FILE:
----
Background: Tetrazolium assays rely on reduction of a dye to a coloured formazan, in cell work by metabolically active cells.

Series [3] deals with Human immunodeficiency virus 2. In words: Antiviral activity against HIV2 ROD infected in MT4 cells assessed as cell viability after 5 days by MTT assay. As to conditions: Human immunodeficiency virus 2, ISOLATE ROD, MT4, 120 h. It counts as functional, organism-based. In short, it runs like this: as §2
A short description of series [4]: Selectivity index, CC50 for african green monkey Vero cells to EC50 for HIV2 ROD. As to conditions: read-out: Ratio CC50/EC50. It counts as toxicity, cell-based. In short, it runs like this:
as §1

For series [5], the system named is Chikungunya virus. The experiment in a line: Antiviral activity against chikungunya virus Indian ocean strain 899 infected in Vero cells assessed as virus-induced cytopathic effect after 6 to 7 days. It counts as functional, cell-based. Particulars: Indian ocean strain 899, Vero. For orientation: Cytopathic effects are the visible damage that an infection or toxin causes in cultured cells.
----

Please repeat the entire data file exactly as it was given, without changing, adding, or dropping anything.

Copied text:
Background: Tetrazolium assays rely on reduction of a dye to a coloured formazan, in cell work by metabolically active cells.

Series [3] deals with Human immunodeficiency virus 2. In words: Antiviral activity against HIV2 ROD infected in MT4 cells assessed as cell viability after 5 days by MTT assay. As to conditions: Human immunodeficiency virus 2, ISOLATE ROD, MT4, 120 h. It counts as functional, organism-based. In short, it runs like this: as §2
A short description of series [4]: Selectivity index, CC50 for african green monkey Vero cells to EC50 for HIV2 ROD. As to conditions: read-out: Ratio CC50/EC50. It counts as toxicity, cell-based. In short, it runs like this:
as §1

For series [5], the system named is Chikungunya virus. The experiment in a line: Antiviral activity against chikungunya virus Indian ocean strain 899 infected in Vero cells assessed as virus-induced cytopathic effect after 6 to 7 days. It counts as functional, cell-based. Particulars: Indian ocean strain 899, Vero. For orientation: Cytopathic effects are the visible damage that an infection or toxin causes in cultured cells.